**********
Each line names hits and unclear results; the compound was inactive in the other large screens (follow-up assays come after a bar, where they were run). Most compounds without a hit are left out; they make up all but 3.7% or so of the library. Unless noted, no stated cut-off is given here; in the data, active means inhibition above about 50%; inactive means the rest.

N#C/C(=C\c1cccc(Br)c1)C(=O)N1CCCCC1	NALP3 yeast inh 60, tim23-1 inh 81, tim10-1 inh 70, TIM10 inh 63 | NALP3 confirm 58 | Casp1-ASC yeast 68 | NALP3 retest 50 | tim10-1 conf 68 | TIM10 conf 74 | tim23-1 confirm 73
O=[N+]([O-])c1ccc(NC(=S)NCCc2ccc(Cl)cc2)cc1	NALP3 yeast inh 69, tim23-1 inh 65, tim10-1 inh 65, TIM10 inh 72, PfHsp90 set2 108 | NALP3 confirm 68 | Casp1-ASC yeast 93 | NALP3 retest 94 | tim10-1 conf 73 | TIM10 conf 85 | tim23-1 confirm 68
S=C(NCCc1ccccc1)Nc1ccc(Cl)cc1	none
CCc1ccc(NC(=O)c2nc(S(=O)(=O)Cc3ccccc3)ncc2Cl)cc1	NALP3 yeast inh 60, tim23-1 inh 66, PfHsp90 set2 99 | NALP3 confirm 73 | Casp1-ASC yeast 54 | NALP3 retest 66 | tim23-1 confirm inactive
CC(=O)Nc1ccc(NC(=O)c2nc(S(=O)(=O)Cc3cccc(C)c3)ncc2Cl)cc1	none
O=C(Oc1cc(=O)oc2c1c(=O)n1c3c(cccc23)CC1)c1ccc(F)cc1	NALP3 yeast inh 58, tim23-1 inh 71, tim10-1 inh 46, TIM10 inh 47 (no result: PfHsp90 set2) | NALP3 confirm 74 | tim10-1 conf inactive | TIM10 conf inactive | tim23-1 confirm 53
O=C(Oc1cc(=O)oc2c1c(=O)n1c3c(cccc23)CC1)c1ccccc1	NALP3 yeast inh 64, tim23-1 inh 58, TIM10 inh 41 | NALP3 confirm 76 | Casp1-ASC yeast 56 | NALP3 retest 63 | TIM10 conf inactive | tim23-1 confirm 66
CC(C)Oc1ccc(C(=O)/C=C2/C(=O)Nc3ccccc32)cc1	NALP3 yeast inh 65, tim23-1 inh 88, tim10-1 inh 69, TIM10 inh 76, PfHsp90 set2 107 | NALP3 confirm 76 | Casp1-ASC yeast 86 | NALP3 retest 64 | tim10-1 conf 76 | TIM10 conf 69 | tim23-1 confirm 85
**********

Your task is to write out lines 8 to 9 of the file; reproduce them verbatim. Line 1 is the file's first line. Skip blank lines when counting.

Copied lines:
O=C(Oc1cc(=O)oc2c1c(=O)n1c3c(cccc23)CC1)c1ccccc1	NALP3 yeast inh 64, tim23-1 inh 58, TIM10 inh 41 | NALP3 confirm 76 | Casp1-ASC yeast 56 | NALP3 retest 63 | TIM10 conf inactive | tim23-1 confirm 66
CC(C)Oc1ccc(C(=O)/C=C2/C(=O)Nc3ccccc32)cc1	NALP3 yeast inh 65, tim23-1 inh 88, tim10-1 inh 69, TIM10 inh 76, PfHsp90 set2 107 | NALP3 confirm 76 | Casp1-ASC yeast 86 | NALP3 retest 64 | tim10-1 conf 76 | TIM10 conf 69 | tim23-1 confirm 85